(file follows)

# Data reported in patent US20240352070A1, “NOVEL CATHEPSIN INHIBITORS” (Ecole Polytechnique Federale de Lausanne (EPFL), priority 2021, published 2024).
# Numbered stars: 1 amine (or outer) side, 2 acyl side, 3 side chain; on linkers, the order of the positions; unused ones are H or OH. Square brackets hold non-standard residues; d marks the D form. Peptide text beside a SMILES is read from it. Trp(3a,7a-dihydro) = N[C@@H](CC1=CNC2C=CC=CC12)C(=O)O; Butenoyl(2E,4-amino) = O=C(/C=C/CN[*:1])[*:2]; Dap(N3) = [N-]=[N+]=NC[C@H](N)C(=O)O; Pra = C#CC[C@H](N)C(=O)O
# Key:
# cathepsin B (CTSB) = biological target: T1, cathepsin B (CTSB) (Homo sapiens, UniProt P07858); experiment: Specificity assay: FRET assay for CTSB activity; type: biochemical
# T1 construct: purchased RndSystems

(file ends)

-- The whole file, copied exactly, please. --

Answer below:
# Data reported in patent US20240352070A1, “NOVEL CATHEPSIN INHIBITORS” (Ecole Polytechnique Federale de Lausanne (EPFL), priority 2021, published 2024).
# Numbered stars: 1 amine (or outer) side, 2 acyl side, 3 side chain; on linkers, the order of the positions; unused ones are H or OH. Square brackets hold non-standard residues; d marks the D form. Peptide text beside a SMILES is read from it. Trp(3a,7a-dihydro) = N[C@@H](CC1=CNC2C=CC=CC12)C(=O)O; Butenoyl(2E,4-amino) = O=C(/C=C/CN[*:1])[*:2]; Dap(N3) = [N-]=[N+]=NC[C@H](N)C(=O)O; Pra = C#CC[C@H](N)C(=O)O
# Key:
# cathepsin B (CTSB) = biological target: T1, cathepsin B (CTSB) (Homo sapiens, UniProt P07858); experiment: Specificity assay: FRET assay for CTSB activity; type: biochemical
# T1 construct: purchased RndSystems